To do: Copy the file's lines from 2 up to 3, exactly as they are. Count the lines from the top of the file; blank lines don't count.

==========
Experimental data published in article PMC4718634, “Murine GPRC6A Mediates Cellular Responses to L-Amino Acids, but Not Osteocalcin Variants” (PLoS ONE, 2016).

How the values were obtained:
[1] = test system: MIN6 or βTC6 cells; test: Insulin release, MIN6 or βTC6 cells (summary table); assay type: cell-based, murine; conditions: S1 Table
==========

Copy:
How the values were obtained:
[1] = test system: MIN6 or βTC6 cells; test: Insulin release, MIN6 or βTC6 cells (summary table); assay type: cell-based, murine; conditions: S1 Table